The company said its decision was based on the economics of the project and the risk of delays, and that it remained committed to its oil and gas operations in the North Sea.
Shell had a 30% stake in the oil field, while Siccar Point controls the rest of the company. His future is now uncertain.
“After a thorough review of Cambo’s development project, we concluded that the economic case for investing in this project was not strong enough at this time, and that there was a potential for delays,” a Shell spokesperson said in a statement to CNN Business. Friday.
But the company has made it clear that it plans to continue investing in oil and gas in the UK, saying this is “critical to the country’s energy security.”
“We believe that the North Sea – and Shell within it – have a critical role to play in the UK’s energy mix, supporting jobs and skills to enable a smooth transition to the low-carbon future of Great Britain.”
The International Energy Agency said in a recent report that investment in new fossil fuel infrastructure should stop immediately if the world is to have a good chance of achieving net zero emissions by 2050. Net zero is a state where the world emits so little greenhouse gases. as possible, and removes or compensates for anything that it cannot prevent from entering the atmosphere.
Scientists say the world must reach net zero by mid-century to contain global warming to critical 1.5 degrees Celsius above pre-industrial levels.
Prior to Thursday, Shell had expressed frustration at the lack of clarity in the UK government’s policy direction. In October, a British regulator blocked Shell’s plans to develop the Jackdaw gas field in the North Sea on environmental grounds.
“Shell’s admission that Cambo’s economy is ‘not strong enough’ is the latest evidence that new fossil fuel projects are getting harder as the world tackles the root causes of change climate, “said Simon Cran-McGreehin, head of analysis at Shell’s Energy and Climate Intelligence Unit, told CNN Business.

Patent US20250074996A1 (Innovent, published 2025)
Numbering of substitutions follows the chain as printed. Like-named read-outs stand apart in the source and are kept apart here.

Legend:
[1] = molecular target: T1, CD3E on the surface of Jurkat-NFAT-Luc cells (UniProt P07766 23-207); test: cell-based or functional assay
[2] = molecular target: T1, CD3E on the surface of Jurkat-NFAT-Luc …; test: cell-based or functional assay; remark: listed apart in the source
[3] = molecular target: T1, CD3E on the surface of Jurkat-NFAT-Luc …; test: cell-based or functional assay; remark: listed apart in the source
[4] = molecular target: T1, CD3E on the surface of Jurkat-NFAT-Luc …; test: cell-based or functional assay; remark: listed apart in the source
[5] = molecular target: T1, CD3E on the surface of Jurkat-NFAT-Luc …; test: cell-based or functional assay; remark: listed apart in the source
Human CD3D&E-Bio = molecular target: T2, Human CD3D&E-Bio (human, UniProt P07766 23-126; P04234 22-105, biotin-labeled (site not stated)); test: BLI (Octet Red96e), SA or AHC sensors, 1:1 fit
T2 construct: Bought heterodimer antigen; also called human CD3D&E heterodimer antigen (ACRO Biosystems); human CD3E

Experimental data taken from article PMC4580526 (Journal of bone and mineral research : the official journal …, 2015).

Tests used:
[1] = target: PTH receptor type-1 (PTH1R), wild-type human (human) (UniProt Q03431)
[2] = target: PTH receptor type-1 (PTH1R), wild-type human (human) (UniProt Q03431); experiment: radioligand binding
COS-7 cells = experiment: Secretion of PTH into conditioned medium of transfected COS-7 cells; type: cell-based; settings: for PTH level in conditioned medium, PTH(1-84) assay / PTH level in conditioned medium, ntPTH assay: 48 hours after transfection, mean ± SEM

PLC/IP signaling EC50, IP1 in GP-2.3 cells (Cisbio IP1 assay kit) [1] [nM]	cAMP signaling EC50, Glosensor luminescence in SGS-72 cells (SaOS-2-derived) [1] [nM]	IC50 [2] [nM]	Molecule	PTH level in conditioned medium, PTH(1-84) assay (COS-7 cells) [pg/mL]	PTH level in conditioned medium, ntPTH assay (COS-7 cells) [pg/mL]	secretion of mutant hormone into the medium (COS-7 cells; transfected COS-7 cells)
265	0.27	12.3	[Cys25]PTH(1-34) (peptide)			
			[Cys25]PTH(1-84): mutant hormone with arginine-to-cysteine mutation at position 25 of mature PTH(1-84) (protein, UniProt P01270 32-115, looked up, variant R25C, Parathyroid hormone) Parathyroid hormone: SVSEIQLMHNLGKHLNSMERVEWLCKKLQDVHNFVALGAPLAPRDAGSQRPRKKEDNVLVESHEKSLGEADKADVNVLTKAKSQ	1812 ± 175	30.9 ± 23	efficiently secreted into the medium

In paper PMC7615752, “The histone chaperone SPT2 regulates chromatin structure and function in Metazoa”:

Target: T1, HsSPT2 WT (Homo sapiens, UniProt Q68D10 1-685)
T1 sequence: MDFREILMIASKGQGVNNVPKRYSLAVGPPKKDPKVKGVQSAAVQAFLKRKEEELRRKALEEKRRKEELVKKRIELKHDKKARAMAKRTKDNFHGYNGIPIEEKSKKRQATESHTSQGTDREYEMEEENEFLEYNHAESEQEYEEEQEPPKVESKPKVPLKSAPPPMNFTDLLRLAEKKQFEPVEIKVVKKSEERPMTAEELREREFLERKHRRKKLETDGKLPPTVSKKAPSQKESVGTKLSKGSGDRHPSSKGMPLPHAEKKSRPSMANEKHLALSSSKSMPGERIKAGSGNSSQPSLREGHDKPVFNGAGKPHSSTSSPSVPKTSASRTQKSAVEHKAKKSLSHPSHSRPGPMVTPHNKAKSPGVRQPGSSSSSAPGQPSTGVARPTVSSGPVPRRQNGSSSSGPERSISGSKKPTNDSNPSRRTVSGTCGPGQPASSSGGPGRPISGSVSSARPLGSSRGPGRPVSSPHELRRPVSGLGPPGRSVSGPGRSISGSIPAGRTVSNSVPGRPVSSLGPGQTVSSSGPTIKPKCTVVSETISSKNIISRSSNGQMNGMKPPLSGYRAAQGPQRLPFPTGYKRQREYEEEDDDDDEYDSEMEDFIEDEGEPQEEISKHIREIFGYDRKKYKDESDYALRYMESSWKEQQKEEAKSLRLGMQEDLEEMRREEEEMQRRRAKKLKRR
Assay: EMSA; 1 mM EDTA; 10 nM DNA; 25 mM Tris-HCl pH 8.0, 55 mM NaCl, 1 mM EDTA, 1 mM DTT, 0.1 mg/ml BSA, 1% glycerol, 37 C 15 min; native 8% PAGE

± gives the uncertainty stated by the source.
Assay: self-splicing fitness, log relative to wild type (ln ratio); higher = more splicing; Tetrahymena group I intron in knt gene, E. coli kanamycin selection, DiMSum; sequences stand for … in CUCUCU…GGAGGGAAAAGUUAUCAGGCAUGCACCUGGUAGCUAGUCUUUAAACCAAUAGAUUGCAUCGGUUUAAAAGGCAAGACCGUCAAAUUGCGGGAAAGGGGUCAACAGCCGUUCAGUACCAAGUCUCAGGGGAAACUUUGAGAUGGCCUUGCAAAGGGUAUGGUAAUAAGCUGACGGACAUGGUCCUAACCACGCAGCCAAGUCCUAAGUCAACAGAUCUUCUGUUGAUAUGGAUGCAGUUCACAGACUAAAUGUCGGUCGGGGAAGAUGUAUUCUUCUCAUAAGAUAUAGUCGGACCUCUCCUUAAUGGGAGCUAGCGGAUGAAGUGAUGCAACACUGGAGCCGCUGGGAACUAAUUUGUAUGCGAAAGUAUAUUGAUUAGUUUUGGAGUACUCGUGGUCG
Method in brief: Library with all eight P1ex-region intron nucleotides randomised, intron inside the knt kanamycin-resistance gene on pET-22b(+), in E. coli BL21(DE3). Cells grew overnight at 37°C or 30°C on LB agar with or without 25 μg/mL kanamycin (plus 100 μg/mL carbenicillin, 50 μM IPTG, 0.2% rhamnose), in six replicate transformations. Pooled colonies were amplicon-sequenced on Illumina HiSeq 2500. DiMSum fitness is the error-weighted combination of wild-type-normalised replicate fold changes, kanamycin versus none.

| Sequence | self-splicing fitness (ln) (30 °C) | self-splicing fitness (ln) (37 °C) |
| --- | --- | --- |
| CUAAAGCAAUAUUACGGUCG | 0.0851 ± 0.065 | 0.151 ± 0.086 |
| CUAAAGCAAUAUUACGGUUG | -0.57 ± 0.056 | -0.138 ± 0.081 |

He added that when Shell announced its withdrawal from the Cambo project on Thursday evening, Britain’s offshore wind industry announced two new turbine factories, which would provide jobs and regenerate Scottish ports abandoned by the fossil fuel industry.
âTogether, they highlight the challenge for policymakers to develop new forms of clean energy while ensuring a just transition from fossil fuels for people who work in these sectors. “
Cambo operator will try to move forward
Like many fossil fuel producers, Shell is driven by campaigning, political pressure and litigation to rapidly decarbonize its business and make a faster transition to renewable energy sources.
Jonathan Roger, CEO of Siccar Point Energy, said his company was “disappointed with Shell’s change of stance” but remained confident in the merits of the Cambo project, highlighting its potential to directly create more than 1,000 jobs , and thousands more indirectly.
He said oil production at Cambo would help the UK source oil more responsibly than becoming more dependent on higher carbon imports.
“We will continue to engage with the UK government and stakeholders at large on the future development of Cambo,” he said.